Here’s what happens to New York if you remove the areas that Google Maps says are “uninteresting”:

(Map tiles via OpenStreetMap © OpenStreetMap contributors)

In the summer of 2016 Google started displaying what it calls “areas of interest” on its maps, making portions of the map a slightly-emphasized beige-orange as opposed to the standard gray. In the company’s press release, Google says it is using an “algorithmic process” augmented with a “human touch” in more dense areas, but it doesn’t go into detail about what data is being used by these algorithms. As suggested by this CityLab article by Laura Bliss, there is indeed a likelihood of bias in how Google determines which areas are “of interest” and which are not. One clue toward what kinds of places Google Maps finds interesting comes from CityObservatory, which overlaid storefronts on the map and anecdotally showed that areas of interest are often in places with an abundance of storefronts.

If you haven’t noticed them, here are the areas of interest around the East Village:

Since Google doesn’t describe its process for creating these areas any more than, essentially, “algorithms happened and then humans changed things in an unspecified way,” we have to assume that it uses the digital representations of the areas that it has available to it, including web pages it has indexed, map data it has collected and created, and other data such as mobile data on the usage of such places. For example, soon after releasing the areas of interest change on Maps, Google showed just how much information they have about businesses and other venues when it added a feature that shows how busy a place is in real time.

What does it mean when a corporation starts defining especially subjective phenomena such as the interestingness of our cities? Then presents its findings as objective facts – areas with firm boundaries? When a map contains ads, doesn’t it have a duty to its ad customers to draw eyes toward those ads?

It certainly does seem that based on Google’s data and financial interests, the areas it chooses to highlight will be skewed toward commercial areas and areas where people have money to spend.

In the spirit of the aforementioned articles, I decided to use census data to get a better idea of whether there is a noticeable degree of bias in the way areas of interest are drawn.

Two cities: interesting and uninteresting

Let’s think of New York as two separate cities, the interesting and uninteresting cities as determined by Google Maps. When we compare these two cities the demographics are significantly different. The census block groups in the areas highlighted by Google Maps are 48.5% white while the block groups outside of these areas are only 40.7% white. Similarly, the highlighted areas are 17.5% black compared to 27.8% black outside those areas.

The big differences are in the black and white populations, but for completeness’ sake here is the full breakdown. (These labels courtesy the Census Bureau.)

  • white: 48.5% inside interesting areas, 40.7% outside interesting areas
  • black: 17.5% inside, 27.8% outside
  • asian: 13.9% inside, 13.3% outside
  • american indian: 0.4% inside, 0.4% outside
  • native hawaiian: 0.05% inside, 0.03% outside
  • other: 16.1% inside, 14.5% outside
  • two or more: 3.4% inside, 3.1% outside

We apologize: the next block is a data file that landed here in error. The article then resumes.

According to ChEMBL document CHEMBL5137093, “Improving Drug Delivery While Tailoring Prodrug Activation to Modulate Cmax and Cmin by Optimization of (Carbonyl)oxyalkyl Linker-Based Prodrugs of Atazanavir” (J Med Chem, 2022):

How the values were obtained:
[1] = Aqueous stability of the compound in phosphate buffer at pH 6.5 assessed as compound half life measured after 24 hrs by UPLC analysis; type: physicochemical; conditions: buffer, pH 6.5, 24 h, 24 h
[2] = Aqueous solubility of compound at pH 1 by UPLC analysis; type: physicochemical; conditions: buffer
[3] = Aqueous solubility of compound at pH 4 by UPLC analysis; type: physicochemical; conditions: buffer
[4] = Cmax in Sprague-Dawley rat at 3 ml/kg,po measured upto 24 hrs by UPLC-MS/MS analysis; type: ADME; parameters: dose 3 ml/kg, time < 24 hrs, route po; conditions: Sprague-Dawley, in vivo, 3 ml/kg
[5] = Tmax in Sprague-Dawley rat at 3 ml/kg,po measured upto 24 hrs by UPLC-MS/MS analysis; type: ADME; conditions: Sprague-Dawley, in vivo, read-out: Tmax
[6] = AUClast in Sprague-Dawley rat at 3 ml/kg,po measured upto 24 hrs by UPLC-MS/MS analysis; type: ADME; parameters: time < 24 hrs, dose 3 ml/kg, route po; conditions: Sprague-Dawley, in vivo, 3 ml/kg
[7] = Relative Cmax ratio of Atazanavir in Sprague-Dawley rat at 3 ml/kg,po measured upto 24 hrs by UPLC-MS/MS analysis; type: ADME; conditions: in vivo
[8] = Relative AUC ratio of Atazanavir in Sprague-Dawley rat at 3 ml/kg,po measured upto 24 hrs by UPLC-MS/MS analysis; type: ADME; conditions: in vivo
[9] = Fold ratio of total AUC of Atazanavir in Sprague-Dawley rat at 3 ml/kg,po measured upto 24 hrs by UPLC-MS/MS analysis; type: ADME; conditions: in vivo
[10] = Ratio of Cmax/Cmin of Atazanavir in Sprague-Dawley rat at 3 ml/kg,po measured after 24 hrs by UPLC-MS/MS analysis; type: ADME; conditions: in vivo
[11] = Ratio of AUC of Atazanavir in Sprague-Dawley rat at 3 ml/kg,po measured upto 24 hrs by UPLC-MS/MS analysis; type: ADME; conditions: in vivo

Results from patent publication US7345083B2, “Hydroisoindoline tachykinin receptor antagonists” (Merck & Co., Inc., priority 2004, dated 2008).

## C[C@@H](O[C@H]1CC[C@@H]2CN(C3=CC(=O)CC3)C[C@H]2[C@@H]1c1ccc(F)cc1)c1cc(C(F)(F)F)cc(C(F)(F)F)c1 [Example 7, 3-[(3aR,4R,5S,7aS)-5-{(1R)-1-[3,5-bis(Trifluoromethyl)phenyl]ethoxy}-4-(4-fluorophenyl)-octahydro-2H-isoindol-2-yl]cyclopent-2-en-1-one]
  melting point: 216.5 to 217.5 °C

Here are a few maps of the census blocks with the traced areas of interest overlaid. By percent of population identifying as white:

By percent of population identifying as black:

Similarly, if we look at household income we see a bit of a skew, though less pronounced than the racial differences: in the interesting city 29% of the households have an income of over $100k versus 25% in the uninteresting city.

Percent of households with an income of $100k or more (green), areas of interest (purple):

It does very much seem that the areas of interest in New York are skewed toward more white and affluent parts of the city. I have a feeling that these discrepancies align with other spatial inequities in the city – the areas seem to fall into the more transit-rich parts of the city; which are places that are more likely to be threatened by gentrification; which brings along people who are whiter, more affluent, and likely using the internet and smartphones more. I don’t blame Google for much of this (in New York at least) but it is disturbing seeing these areas enshrined as the “interesting” places.


First I traced the areas of interest. I did so in QGIS using QuickMapServices to pull in a Google Maps layer. I traced the layer at a scale of 1:7500, looking for areas of interest in the five boroughs of New York. The scale is important because as you zoom in to a smaller scale the map shows individual buildings as areas of interest. As you zoom out, the areas become more generalized. The scale I chose feels like an appropriate middle ground between very generalized and not generalzed at all. This scale also feels like the scale at which someone might realistically pan around the map – I want to see what the demographics are in the areas that someone will see in these zones while browsing the map in the area around them.

The traced areas certainly were not perfectly traced, but even when they were sometimes they cut through parcels. I decided to find the parcels according to city data that were at least 30 percent within an area of interest. To combine nearby parcels and make the areas fuzzy again, I decided to buffer these parcels by 15 meters. The result, as you will see, is not a perfect copy of the areas of interest, but it is close enough at the scale I am interested in. In order to do demographic analysis with the areas I selected the census block groups that are overlapped by the areas of interest.